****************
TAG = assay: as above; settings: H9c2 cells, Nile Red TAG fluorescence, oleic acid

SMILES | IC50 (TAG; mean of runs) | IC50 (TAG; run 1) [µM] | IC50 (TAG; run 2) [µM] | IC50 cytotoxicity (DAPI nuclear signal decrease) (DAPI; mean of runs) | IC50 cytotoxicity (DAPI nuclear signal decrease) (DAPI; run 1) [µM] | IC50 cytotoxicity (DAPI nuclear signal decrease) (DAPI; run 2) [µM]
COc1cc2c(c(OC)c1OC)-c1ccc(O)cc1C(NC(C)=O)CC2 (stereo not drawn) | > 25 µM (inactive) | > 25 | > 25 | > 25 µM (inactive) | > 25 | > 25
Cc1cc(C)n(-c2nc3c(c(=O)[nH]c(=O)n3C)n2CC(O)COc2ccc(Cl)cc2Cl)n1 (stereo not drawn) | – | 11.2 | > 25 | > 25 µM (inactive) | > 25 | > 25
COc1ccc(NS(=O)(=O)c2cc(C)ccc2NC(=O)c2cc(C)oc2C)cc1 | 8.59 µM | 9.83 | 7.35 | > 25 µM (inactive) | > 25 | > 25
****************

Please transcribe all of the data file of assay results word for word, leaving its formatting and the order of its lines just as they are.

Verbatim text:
TAG = assay: as above; settings: H9c2 cells, Nile Red TAG fluorescence, oleic acid

SMILES | IC50 (TAG; mean of runs) | IC50 (TAG; run 1) [µM] | IC50 (TAG; run 2) [µM] | IC50 cytotoxicity (DAPI nuclear signal decrease) (DAPI; mean of runs) | IC50 cytotoxicity (DAPI nuclear signal decrease) (DAPI; run 1) [µM] | IC50 cytotoxicity (DAPI nuclear signal decrease) (DAPI; run 2) [µM]
COc1cc2c(c(OC)c1OC)-c1ccc(O)cc1C(NC(C)=O)CC2 (stereo not drawn) | > 25 µM (inactive) | > 25 | > 25 | > 25 µM (inactive) | > 25 | > 25
Cc1cc(C)n(-c2nc3c(c(=O)[nH]c(=O)n3C)n2CC(O)COc2ccc(Cl)cc2Cl)n1 (stereo not drawn) | – | 11.2 | > 25 | > 25 µM (inactive) | > 25 | > 25
COc1ccc(NS(=O)(=O)c2cc(C)ccc2NC(=O)c2cc(C)oc2C)cc1 | 8.59 µM | 9.83 | 7.35 | > 25 µM (inactive) | > 25 | > 25